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In that sense it might be more of a long-term competitor to the Amazon Echo (and whatever Android variant Google is pitching at the same space) than to Tesla’s cars. Three points for clarification: The old “What if they hired carpenters they way they hire programmers?From this perspective, maybe the thing that’s kept the Apple TV on hold for so long is that they were trying to go down this road, but they kept failing to pull it off (to their standards) in the living room. ” joke/commentary didn’t sit right with me the first time I read it, and after stumbling across it again I now see why.If learning this stuff is so easy, then I’d rather hire someone who understands what the goal is of finish carpentry.And ideally someone who showed some interest in the project and the skills required to do it, not just the job.Among other things: I’ve never met anyone in the software industry who is happy with the hiring process, and that includes everyone who’s designed the process.Nobody seems to have a solution to separating the potential stars from the mehs, and anyone who claims they do either doesn’t have enough perspective to understand the difficulty of the problem (young interviewers who have been trained in one particular hiring style seem to be blessed with the arrogance of blind faith), or they’ve perfected the art of hiring the mediocre (a sufficiently rigorous process can probably rule out almost all the disastrous hires, but will likely also lose a few stars…and it’s finding the stars that is the problem).I call it the fallacy of causation, or the fallacy of the single cause.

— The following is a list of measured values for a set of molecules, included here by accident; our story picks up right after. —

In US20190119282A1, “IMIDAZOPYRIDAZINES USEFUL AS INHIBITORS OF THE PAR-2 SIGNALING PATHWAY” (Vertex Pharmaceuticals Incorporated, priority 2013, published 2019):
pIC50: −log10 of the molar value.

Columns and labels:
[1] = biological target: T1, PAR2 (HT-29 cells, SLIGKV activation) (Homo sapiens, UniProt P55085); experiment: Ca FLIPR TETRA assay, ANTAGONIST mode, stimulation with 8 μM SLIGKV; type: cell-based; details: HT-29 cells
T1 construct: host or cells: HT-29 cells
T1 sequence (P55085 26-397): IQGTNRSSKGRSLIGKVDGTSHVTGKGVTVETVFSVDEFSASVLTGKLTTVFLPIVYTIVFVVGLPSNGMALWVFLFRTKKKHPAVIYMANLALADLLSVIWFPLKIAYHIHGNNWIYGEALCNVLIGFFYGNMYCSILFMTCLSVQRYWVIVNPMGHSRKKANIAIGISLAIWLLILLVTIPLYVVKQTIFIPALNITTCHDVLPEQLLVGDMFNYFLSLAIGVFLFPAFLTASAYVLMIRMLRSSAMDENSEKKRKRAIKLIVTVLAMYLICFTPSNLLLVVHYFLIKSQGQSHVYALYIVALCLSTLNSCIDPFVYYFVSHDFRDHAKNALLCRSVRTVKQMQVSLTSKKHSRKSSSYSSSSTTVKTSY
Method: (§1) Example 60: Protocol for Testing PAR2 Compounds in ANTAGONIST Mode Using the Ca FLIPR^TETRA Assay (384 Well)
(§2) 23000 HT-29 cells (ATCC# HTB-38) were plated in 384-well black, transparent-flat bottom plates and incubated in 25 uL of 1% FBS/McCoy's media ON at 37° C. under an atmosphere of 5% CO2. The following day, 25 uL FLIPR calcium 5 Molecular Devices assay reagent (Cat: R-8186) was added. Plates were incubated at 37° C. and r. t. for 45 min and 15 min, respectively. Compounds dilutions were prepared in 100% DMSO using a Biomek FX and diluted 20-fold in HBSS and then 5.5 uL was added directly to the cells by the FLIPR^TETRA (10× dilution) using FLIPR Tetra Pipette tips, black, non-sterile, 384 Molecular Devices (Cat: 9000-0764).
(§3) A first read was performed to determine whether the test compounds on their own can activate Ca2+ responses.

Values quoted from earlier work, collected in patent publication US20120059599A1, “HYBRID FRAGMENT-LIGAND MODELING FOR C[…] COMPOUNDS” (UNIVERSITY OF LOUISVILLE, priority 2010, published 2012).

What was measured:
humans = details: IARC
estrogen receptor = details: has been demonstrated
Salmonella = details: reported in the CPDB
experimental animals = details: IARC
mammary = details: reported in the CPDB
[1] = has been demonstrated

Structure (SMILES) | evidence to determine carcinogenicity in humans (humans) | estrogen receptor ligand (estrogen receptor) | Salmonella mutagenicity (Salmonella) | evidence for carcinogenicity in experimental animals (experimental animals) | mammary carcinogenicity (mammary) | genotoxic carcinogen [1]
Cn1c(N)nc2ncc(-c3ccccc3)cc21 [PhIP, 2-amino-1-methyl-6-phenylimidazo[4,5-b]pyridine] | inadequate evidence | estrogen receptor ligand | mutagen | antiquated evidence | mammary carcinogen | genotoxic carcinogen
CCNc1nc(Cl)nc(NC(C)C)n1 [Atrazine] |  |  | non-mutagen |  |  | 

The whole story seems to be built on the premise that the only skill a carpenter has is the ability to drive a nail straight, making any notion of an “interview” farcical. There’s a hell of a difference between a framer, a cabinet-maker, and a furniture-maker. There is, however, a lot of brown stain, and brown shingling, and brown brick. Questions like this are exactly how a good interviewer separates a blinkered newbie from an expert with perspective.(Returning the first point, I suppose the implication is that driving a nail is the fizzbuzz of carpentry.) Let’s just cover the first few questions: If the only way you can describe your work is “I’m a programmer. Yes it would be friendlier if the interviewer led a bit with “What kind of work have you been doing? As an interviewer I’m open to the idea that someone good at any one of these probably has great potential for any of the others, but if you’ve got nothing more to say about your career than that you’ve done general things in a general sort of way, you can’t exactly blame me for taking my own direction on what details I’m going to dig into. And all those kinds of brown would seem to be of major interest to a carpenter: if something is being stained instead of painted then I’d think that would affect the choice of wood. If you’re building a software library that will be called by a UI, then responsiveness matters.” or “Tell me about some of your favorite projects.” but you’ve got to meet a weak interviewer in the middle. If you’re writing an order processing system open to the public, then you need to consider denial-of-service issues.When Apple made a phone, it turned out it wasn’t really competing in the handset business; it was competing for the next dominant personal computing platform.
The more I think about an Apple car, the more I think that it might be the basis of their future “computing environment”: a space that is completely aware of and responsive to its occupant(s).In this hypothetical, we’re talking about a job building houses. Any real carpenter would know the differences between varieties of wood, between the two major types of wood construction, and between the different roles wood can play in a project.